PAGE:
In re Halcomb

Annotate this Case
[Crim. No. 4423. In Bank. Oct. 30, 1942.]

In re GRADY HALCOMB, on Habeas Corpus.

COUNSEL

Seibert L. Sefton for Petitioner.

Earl Warren, Attorney General, and David K. Lener, Deputy Attorney General, for Respondent.

OPINION

CURTIS, J.

Petitioner, now in custody of the warden of the California State Prison at San Quentin, seeks by habeas corpus proceeding his release from said imprisonment. His petition shows that he was convicted of a misdemeanor and sentenced to one year's imprisonment in the county jail at San Bernardino. At his own request he was assigned to work upon the county prison road gang of said county for the term [21 Cal. 2d 127] of his imprisonment, and while a prisoner in said road gang, and on the 22d day of January, 1942, he escaped therefrom. Upon his apprehension by the officials of said county he was charged with the "crime of escape--a felony." He pleaded guilty to said charge and was sentenced to imprisonment in the California State Prison at San Quentin for the term prescribed by law.

The information charging petitioner with the crime of escape does not specify any particular section of the code, the violation of which would constitute the crime of escape. It simply alleged that he escaped from the custody of the sheriff of said county contrary to the form, force and effect of the statute in such case made and provided, and against the peace and dignity of the People of California.

Prior to 1941, section 107 of the Penal Code was the only section of that code that made it a crime for a prisoner to escape from legal custody, but in that year the Legislature split section 107 into two parts and gave one of said parts the old number 107, and the other part the new number of 4532. These two sections were in effect at the date of the alleged crime of escape to which the petitioner pleaded guilty. The present section 107 of the Penal Code relates only to escapes or attempted escapes "from any training school or reformatory or county hospital." It is perfectly clear that petitioner was not guilty of the violation of this section of the code.

Section 4532 of the Penal Code as enacted in 1941, reads as follows:

"Every prisoner charged with or convicted of a felony who is confined in any jail or prison or industrial farm or industrial road camp or who is engaged on any county road or other county work or who is in the lawful custody of any officer or person, who escapes or attempts to escape from such jail, prison, industrial farm or industrial road camp or from the custody of the officer or person in charge of him while engaged on or going to or returning from such county work or from the custody of any officer or person in whose lawful custody he is, is guilty of a felony and is punishable by imprisonment in the State prison not exceeding 10 years, or by a fine not exceeding ten thousand dollars ($10,000), or by both such fine and imprisonment."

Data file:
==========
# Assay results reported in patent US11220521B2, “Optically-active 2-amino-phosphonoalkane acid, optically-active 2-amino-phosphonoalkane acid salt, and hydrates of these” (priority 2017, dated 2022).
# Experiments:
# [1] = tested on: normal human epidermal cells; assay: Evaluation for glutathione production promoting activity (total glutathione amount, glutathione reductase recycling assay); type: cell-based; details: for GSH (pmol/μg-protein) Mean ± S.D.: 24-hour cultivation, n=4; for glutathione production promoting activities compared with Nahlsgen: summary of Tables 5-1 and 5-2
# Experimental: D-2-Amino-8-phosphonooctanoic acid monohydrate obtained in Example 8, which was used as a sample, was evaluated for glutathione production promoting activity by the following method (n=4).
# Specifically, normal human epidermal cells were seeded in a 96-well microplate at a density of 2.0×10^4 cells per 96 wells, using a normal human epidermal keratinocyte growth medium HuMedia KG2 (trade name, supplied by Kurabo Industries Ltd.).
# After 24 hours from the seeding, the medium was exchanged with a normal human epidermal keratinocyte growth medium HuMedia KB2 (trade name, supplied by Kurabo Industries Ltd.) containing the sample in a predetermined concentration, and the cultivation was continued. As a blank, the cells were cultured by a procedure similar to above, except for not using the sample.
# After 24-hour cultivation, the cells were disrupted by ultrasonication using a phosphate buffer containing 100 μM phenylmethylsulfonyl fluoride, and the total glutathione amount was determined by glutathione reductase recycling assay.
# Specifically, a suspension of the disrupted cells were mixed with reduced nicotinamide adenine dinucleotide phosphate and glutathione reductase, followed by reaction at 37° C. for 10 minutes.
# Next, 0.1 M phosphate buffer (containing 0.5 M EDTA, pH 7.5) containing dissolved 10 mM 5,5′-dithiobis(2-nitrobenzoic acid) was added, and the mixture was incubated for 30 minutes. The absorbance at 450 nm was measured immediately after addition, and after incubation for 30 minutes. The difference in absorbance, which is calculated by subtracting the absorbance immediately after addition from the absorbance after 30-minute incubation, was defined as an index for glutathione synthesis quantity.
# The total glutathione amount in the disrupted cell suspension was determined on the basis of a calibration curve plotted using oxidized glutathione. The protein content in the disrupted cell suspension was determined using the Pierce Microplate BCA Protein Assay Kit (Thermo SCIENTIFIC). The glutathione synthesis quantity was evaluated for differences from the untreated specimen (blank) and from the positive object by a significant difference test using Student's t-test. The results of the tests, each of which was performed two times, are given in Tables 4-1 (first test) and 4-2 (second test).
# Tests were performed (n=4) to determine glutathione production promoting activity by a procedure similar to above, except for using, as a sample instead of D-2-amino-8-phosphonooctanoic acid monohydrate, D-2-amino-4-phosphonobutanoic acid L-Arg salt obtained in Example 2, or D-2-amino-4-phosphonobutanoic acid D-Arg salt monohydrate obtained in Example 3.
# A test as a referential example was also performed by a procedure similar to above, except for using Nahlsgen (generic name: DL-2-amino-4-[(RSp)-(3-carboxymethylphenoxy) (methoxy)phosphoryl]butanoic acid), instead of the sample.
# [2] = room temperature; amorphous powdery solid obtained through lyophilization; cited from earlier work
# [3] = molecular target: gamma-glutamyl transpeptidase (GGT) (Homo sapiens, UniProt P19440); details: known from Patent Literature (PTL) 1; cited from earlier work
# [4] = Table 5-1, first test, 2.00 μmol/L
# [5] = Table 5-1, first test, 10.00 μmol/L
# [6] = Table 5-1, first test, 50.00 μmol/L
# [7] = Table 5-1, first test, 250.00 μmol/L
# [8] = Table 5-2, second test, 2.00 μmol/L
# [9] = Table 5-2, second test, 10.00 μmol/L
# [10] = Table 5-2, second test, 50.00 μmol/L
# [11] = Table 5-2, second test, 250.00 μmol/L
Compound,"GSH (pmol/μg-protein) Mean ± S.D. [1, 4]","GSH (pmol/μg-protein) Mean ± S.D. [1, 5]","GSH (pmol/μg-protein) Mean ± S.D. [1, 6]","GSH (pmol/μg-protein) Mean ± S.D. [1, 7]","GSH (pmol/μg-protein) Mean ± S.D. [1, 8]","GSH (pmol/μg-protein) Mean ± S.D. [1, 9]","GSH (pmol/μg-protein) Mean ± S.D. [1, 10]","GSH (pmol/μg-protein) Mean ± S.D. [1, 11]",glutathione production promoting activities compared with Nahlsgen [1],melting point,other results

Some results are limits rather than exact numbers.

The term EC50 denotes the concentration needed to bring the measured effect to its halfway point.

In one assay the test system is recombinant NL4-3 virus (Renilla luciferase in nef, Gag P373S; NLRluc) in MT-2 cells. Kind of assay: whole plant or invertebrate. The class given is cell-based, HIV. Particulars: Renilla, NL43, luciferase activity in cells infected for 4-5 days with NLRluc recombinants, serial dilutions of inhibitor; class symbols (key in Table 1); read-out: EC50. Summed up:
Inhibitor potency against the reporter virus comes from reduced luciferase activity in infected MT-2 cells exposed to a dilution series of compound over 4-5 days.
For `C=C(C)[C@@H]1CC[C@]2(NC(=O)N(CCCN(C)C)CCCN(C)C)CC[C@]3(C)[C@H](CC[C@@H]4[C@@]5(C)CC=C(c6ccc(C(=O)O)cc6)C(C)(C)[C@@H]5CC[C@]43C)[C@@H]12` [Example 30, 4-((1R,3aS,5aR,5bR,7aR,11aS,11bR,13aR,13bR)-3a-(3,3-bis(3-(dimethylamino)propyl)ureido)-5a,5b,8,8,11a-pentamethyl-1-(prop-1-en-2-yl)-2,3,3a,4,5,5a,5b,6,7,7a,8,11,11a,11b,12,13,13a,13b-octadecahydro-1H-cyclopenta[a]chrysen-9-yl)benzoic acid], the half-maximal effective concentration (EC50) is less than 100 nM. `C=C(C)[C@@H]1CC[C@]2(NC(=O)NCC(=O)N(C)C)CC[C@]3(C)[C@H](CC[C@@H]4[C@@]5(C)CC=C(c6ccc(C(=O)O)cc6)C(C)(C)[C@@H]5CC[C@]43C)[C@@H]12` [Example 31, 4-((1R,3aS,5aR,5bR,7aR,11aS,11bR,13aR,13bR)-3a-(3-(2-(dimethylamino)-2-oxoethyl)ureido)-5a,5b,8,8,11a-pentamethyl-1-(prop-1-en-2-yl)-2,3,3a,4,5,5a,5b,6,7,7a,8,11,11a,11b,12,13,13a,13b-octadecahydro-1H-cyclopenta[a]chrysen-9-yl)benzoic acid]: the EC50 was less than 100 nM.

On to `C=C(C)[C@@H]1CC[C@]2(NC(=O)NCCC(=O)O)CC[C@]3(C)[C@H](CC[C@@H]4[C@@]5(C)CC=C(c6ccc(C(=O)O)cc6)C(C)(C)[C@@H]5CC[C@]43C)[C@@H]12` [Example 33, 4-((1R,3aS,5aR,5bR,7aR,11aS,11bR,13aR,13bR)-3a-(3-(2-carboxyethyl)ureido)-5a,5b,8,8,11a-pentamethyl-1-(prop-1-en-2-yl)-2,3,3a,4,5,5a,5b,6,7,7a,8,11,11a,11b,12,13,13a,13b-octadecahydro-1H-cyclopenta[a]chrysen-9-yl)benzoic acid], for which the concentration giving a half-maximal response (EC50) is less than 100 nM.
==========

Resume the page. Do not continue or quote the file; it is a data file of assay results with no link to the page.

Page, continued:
[1a] It is the position of the petitioner that section 4532 applies only to escapes of "persons charged with or convicted of a felony," and as at the time of his escape petitioner was under [21 Cal. 2d 128] conviction of a misdemeanor only, he violated no provision of this section of the code in eluding the custody of the officer who at the time had him in charge.

Insofar as the question now before us is concerned section 4532 of the Penal Code, as in effect at the time petitioner made his escape, does not differ materially except as to the punishment from section 107 of the Penal Code, enacted in 1923 and construed by this court in the year 1925 in the case of In re Haines, 195 Cal. 605 [234 P. 883]. Section 4532 of the Penal Code applies to escapes of every character mentioned in section 107 of the Penal Code in effect in 1925 and construed in In re Haines, supra, except escapes from a "public training school, reformatory or county hospital." These just mentioned, as stated above, are covered by the new section 107 of the Penal Code enacted in 1941. The only additional provisions contained in section 4532 not found in section 107 as amended in 1923 include "industrial farm or industrial road work" and the present section provides that an escape from either of those places is a crime. It will therefore be seen that insofar as material to this proceeding, section 4532 of the Penal Code is precisely like section 107 of the Penal Code as construed by this court in In re Haines, supra.